Step 8: Preparation of (S)-7-Chloro-3-(2-chlorobenzyl)-5-(3-(3-hydroxypropyl)-2-oxo-2,3-dihydro-1H-benzo[d]imidazol-5-yl)-1H-benzo[e][1,4]diazepin-2(3H)-one

(S)-7-Chloro-3-(2-chlorobenzyl)-5-(3-(3-hydroxypropyl)-2-oxo-2,3-dihydro-1H-benzo[d]imidazol-5-yl)-1-(4-methoxybenzyl)-1H-benzo[e][1,4]diazepin-2(3H)-one was dissolved in dichloroethane (2 mL) and anisole (200 μL) was added followed by AlCl3 (165 mg). This mixture was heated to 85-90° C. for one hour. After cooling, the mixture was diluted with ethyl acetate and quenched with ice. 1M Citric acid was added and the layers separated. The organic layer was washed with brine, then dried (MgSO4). After filtration, the solvent was evaporated onto silica gel. Chromatography eluting with 5% ethyl acetate in hexanes for 5 min then a gradient over 30 minutes up to 100% ethyl acetate gave the crude product as a yellow foam (70 mg). The product was re-columned twice with DCM—10% MeOH in DCM to provide (S)-7-chloro-3-(2-chlorobenzyl)-5-(3-(3-hydroxypropyl)-2-oxo-2,3-dihydro-1H-benzo[d]imidazol-5-yl)-1H-benzo[e][1,4]diazepin-2(3H)-one (20 mg) as a white solid that was 97% pure by HPLC: MP=210° C.; Optical rotation: C=1.0 (CHCl3), [α]D=−26°; MS (m/z): 509.6; 1H NMR (d6-DMSO) δ 11.5 (s, 1H), 10.7 (s, 1H), 7.6 (d, 1H) 7.5 (d, 1H), 7.4 (d, 1H), 7.3-7.2 (m, 4H), 7.1 (s, 1H), 6.95 (d, 1H), 6.85 (d, 1H), 4.3 (m, 2H), 3.8 (m, 2H), 3.7 (m, 1H), 3.5-3.3 (m, 2H), 2.1-2.0 (m, 2H).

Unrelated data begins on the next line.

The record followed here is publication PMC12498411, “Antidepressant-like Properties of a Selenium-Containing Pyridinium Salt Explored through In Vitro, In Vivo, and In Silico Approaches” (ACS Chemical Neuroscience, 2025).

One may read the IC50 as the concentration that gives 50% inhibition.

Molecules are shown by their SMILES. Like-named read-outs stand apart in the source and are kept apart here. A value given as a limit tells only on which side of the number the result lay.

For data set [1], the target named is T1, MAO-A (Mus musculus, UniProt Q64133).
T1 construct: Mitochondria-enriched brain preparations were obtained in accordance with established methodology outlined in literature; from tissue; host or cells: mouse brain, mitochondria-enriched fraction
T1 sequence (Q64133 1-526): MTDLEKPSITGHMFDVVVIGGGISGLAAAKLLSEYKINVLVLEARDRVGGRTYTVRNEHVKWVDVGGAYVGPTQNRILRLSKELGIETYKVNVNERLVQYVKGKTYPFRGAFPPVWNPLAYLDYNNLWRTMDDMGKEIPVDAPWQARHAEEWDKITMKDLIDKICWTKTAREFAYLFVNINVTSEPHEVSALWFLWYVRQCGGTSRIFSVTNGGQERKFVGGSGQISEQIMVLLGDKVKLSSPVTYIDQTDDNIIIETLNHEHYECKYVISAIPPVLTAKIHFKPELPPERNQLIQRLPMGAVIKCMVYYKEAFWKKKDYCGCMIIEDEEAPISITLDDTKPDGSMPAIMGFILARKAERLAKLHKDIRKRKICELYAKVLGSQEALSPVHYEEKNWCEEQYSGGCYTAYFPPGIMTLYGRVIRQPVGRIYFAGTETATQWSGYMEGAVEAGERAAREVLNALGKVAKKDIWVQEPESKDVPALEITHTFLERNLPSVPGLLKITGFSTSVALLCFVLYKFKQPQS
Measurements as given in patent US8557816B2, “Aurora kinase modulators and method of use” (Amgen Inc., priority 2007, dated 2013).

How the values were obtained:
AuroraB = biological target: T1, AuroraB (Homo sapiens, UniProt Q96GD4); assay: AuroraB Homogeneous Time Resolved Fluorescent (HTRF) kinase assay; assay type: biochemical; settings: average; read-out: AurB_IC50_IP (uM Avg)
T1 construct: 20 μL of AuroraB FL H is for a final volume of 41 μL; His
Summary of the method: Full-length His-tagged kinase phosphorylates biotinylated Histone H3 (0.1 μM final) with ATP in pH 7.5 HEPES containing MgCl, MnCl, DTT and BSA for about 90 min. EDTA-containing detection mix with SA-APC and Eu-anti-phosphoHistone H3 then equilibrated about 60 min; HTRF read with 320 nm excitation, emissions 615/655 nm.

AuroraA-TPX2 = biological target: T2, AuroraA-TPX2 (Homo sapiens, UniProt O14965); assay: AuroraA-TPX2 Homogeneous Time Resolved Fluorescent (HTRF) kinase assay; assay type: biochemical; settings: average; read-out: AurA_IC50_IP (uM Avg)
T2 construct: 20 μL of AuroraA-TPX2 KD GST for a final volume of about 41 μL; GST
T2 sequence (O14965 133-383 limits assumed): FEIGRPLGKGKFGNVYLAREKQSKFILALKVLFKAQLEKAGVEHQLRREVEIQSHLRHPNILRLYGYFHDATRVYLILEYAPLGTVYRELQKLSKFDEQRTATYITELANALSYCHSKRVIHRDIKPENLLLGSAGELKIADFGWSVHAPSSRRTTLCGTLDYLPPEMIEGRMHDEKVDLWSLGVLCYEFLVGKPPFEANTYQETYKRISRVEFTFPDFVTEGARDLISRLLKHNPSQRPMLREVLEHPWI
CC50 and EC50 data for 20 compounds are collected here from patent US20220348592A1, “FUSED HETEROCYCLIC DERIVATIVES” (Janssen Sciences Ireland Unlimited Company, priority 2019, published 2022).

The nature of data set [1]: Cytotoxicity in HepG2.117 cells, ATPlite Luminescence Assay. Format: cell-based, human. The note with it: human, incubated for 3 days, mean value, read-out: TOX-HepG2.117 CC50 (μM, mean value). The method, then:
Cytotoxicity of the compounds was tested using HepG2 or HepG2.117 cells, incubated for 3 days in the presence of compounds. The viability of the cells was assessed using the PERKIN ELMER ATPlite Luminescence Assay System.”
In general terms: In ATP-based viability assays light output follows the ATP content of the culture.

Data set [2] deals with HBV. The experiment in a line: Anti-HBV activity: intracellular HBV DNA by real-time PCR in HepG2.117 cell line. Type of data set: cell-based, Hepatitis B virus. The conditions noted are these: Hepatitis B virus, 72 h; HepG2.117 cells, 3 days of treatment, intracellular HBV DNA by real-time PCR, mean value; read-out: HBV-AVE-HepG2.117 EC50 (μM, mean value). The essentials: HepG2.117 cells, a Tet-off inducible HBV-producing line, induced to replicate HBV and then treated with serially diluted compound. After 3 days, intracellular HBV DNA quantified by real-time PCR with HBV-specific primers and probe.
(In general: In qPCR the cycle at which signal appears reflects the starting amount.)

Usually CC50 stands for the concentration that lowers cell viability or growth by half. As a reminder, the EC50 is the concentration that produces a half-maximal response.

Based on the foregoing procedures, the following compounds were prepared. For example, (R)-7-chloro-3-(2-chlorobenzyl)-5-(3-(3-hydroxypropyl)-2-oxo-2,3-dihydro-1H-benzo[d]imidazol-5-yl)-1H-benzo[e][1,4]diazepin-2(3H)-one (IV-3) was prepared by using compound (R)-5,7-dichloro-3-(2-chlorobenzyl)-1-(4-methoxybenzyl)-1H-benzo[e][1,4]diazepin-2(3H)-one (0.5 g, 1.06 mmol) in place of compound (S)-5,7-dichloro-3-(2-chlorobenzyl)-1-(4-methoxybenzyl)-1H-benzo[e][1,4]diazepin-2(3H)-one (0.5 g, 1.06 mmol) in Step 6: Optical rotation: C=1.0 (CHCl3), [α]D=+26°; MS (m/z): 509; 1H NMR (d6-DMSO) δ 11.5 (s, 1H), 10.7 (s, 1H), 7.6 (d, 1H) 7.5 (d, 1H), 7.4 (d, 1H), 7.3-7.2 (m, 4H), 7.15 (s, 1H), 6.9 (d, 1H), 6.8 (d, 1H), 4.5 (m, 2H), 3.8 (m, 2H), 3.7 (m, 1H), 3.5-3.3 (m, 2H), 1.7 (m, 2H).

7-Chloro-3-(2-chlorobenzyl)-5-(3-(3-hydroxypropyl)-2-oxo-2,3-dihydro-1H-benzo[d]imidazol-5-yl)-1-methyl-1H-benzo[e][1,4]diazepin-2(3H)-one (I-7)